# 1.2 Physical quantities and units  (Page 6/18)

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(1) Be sure that you have properly cancelled the units in the unit conversion. If you have written the unit conversion factor upside down, the units will not cancel properly in the equation. If you accidentally get the ratio upside down, then the units will not cancel; rather, they will give you the wrong units as follows:

which are obviously not the desired units of km/h.

(2) Check that the units of the final answer are the desired units. The problem asked us to solve for average speed in units of km/h and we have indeed obtained these units.

(3) Check the significant figures. Because each of the values given in the problem has three significant figures, the answer should also have three significant figures. The answer 30.0 km/hr does indeed have three significant figures, so this is appropriate. Note that the significant figures in the conversion factor are not relevant because an hour is defined to be 60 minutes, so the precision of the conversion factor is perfect.

(4) Next, check whether the answer is reasonable. Let us consider some information from the problem—if you travel 10 km in a third of an hour (20 min), you would travel three times that far in an hour. The answer does seem reasonable.

Solution for (b)

There are several ways to convert the average speed into meters per second.

(1) Start with the answer to (a) and convert km/h to m/s. Two conversion factors are needed—one to convert hours to seconds, and another to convert kilometers to meters.

(2) Multiplying by these yields

$\text{Average speed}=\text{30}\text{.}0\frac{\text{km}}{\text{h}}×\frac{1\phantom{\rule{0.25em}{0ex}}\text{h}}{\text{3,600 s}}×\frac{1,\text{000}\phantom{\rule{0.25em}{0ex}}\text{m}}{\text{1 km}}\text{,}$
$\text{Average speed}=8\text{.}\text{33}\frac{\text{m}}{\text{s}}\text{.}$

Discussion for (b)

If we had started with 0.500 km/min, we would have needed different conversion factors, but the answer would have been the same: 8.33 m/s.

You may have noted that the answers in the worked example just covered were given to three digits. Why? When do you need to be concerned about the number of digits in something you calculate? Why not write down all the digits your calculator produces? The module Accuracy, Precision, and Significant Figures will help you answer these questions.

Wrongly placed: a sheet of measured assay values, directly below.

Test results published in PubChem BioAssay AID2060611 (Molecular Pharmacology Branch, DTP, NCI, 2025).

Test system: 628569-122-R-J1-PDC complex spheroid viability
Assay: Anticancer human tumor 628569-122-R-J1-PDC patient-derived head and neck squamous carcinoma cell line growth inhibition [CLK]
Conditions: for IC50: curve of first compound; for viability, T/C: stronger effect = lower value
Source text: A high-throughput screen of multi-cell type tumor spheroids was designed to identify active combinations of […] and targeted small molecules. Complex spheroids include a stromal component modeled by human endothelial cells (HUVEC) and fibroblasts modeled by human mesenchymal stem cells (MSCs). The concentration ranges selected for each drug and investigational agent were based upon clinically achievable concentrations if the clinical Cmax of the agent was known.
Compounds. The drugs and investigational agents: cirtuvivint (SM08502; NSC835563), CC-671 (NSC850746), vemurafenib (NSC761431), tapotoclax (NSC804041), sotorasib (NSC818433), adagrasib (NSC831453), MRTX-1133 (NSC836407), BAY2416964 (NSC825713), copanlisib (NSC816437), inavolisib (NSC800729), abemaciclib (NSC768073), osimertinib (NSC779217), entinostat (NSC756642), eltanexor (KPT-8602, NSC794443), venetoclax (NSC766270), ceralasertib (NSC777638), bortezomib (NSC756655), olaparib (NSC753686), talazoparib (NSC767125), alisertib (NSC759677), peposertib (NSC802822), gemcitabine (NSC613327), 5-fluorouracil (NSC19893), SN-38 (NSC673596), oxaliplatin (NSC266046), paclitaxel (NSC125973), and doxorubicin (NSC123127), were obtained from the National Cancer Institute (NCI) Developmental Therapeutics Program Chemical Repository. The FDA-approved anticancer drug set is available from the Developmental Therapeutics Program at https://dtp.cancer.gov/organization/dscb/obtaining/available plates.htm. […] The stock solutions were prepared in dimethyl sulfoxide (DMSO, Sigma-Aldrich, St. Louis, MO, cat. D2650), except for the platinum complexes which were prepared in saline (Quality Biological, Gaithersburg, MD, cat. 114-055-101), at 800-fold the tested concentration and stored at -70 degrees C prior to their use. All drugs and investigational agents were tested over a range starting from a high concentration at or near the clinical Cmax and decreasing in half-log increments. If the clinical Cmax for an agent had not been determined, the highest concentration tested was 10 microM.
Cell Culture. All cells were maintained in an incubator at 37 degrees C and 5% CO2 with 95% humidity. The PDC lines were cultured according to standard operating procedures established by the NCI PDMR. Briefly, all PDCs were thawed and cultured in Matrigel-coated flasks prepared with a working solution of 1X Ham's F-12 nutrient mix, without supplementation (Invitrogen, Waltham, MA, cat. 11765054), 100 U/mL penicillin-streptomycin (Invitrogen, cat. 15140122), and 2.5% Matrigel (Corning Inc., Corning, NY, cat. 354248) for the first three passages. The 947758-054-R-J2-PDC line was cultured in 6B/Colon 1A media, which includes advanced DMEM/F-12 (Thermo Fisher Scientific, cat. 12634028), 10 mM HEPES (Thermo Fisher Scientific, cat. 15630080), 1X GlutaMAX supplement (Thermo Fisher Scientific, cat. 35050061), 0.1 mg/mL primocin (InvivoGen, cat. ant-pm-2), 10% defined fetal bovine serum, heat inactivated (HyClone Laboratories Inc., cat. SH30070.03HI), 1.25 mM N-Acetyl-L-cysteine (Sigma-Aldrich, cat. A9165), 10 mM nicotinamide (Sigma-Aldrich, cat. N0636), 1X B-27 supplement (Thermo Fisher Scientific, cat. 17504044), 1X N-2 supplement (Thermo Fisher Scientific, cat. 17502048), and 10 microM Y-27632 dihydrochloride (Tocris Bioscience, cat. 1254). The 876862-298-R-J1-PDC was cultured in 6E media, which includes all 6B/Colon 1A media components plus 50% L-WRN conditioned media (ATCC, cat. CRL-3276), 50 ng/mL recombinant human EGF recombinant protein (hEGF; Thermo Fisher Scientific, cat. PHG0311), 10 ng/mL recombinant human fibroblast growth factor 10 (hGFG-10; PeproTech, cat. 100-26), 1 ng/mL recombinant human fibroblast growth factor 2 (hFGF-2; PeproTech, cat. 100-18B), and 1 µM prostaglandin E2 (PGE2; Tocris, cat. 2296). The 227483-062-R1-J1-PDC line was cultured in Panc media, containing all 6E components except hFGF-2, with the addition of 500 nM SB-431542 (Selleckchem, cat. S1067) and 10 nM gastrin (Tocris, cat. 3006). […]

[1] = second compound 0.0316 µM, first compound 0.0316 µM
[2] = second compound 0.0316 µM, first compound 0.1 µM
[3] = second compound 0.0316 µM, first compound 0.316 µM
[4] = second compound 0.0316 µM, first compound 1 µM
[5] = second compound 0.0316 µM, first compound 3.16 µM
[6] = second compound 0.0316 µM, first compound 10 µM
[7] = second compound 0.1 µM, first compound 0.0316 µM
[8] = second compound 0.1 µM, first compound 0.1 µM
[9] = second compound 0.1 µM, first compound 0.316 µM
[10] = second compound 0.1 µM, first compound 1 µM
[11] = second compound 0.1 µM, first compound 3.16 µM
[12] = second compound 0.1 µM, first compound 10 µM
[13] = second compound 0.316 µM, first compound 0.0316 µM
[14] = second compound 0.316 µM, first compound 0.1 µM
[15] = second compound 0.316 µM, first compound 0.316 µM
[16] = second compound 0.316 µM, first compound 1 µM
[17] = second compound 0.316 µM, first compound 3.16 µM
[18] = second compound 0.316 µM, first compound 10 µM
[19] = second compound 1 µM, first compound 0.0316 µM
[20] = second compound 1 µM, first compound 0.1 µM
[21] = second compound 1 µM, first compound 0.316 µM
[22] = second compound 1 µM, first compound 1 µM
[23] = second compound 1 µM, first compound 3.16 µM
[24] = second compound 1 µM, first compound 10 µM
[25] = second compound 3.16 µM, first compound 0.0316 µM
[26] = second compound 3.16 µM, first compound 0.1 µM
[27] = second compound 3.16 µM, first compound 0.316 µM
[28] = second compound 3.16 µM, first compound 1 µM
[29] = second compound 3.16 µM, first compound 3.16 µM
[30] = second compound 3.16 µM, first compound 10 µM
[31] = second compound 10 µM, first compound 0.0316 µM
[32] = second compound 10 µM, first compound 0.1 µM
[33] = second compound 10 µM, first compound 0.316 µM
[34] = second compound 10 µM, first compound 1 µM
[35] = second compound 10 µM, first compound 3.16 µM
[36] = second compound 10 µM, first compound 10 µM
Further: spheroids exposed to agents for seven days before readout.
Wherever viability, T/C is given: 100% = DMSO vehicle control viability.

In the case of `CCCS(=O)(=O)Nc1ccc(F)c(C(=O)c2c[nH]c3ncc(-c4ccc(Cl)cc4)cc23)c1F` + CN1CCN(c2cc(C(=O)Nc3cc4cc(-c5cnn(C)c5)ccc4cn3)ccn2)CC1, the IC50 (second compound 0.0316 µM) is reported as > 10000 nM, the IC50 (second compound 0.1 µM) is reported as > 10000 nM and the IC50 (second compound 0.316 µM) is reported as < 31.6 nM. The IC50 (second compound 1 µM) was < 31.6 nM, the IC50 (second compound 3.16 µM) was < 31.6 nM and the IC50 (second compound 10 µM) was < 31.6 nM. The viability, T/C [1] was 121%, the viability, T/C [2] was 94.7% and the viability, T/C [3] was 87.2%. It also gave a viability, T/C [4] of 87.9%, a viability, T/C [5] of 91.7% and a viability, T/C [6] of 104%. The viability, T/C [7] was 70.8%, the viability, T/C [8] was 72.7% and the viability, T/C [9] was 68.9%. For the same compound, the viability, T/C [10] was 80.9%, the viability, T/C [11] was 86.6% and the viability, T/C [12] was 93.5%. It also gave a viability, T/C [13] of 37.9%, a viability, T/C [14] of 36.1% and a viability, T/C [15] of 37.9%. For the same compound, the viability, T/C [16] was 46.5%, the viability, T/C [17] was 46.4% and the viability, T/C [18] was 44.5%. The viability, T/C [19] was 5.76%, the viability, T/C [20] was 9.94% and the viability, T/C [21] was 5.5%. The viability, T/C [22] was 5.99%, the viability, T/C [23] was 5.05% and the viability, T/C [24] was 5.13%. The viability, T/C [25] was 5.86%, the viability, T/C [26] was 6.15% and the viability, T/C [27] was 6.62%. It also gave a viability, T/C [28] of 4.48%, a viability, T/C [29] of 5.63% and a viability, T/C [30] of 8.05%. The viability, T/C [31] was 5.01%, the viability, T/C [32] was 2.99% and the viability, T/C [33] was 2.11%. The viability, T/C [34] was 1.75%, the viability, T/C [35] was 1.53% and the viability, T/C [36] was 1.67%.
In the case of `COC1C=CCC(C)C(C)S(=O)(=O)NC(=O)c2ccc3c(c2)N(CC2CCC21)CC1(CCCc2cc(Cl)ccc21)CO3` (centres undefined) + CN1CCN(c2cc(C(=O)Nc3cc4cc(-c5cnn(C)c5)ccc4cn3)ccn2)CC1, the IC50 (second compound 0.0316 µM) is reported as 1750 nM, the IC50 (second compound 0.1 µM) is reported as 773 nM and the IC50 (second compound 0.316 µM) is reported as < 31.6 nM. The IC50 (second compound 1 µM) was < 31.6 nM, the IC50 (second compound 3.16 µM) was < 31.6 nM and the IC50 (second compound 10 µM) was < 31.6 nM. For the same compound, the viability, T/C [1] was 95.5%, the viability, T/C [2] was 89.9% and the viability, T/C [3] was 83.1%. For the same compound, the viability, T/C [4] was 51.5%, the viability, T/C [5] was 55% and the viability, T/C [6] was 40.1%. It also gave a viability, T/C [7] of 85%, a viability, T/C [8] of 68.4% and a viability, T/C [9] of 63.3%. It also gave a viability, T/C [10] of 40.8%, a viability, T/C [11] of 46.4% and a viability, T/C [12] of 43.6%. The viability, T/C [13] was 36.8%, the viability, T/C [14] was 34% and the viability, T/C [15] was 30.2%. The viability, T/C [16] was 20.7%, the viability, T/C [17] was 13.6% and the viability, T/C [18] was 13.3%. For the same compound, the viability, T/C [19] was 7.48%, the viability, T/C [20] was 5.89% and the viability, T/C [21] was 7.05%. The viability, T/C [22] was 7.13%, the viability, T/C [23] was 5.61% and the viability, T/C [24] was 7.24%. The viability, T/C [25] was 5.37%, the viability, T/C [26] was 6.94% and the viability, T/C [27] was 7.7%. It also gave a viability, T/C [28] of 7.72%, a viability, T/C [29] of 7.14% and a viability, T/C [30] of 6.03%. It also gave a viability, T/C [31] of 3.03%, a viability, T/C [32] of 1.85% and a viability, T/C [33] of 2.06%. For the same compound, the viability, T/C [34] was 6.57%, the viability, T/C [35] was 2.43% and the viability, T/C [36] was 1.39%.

## Nonstandard units

While there are numerous types of units that we are all familiar with, there are others that are much more obscure. For example, a firkin is a unit of volume that was once used to measure beer. One firkin equals about 34 liters. To learn more about nonstandard units, use a dictionary or encyclopedia to research different “weights and measures.” Take note of any unusual units, such as a barleycorn, that are not listed in the text. Think about how the unit is defined and state its relationship to SI units.

Some hummingbirds beat their wings more than 50 times per second. A scientist is measuring the time it takes for a hummingbird to beat its wings once. Which fundamental unit should the scientist use to describe the measurement? Which factor of 10 is the scientist likely to use to describe the motion precisely? Identify the metric prefix that corresponds to this factor of 10.

The scientist will measure the time between each movement using the fundamental unit of seconds. Because the wings beat so fast, the scientist will probably need to measure in milliseconds, or ${\text{10}}^{-3}$ seconds. (50 beats per second corresponds to 20 milliseconds per beat.)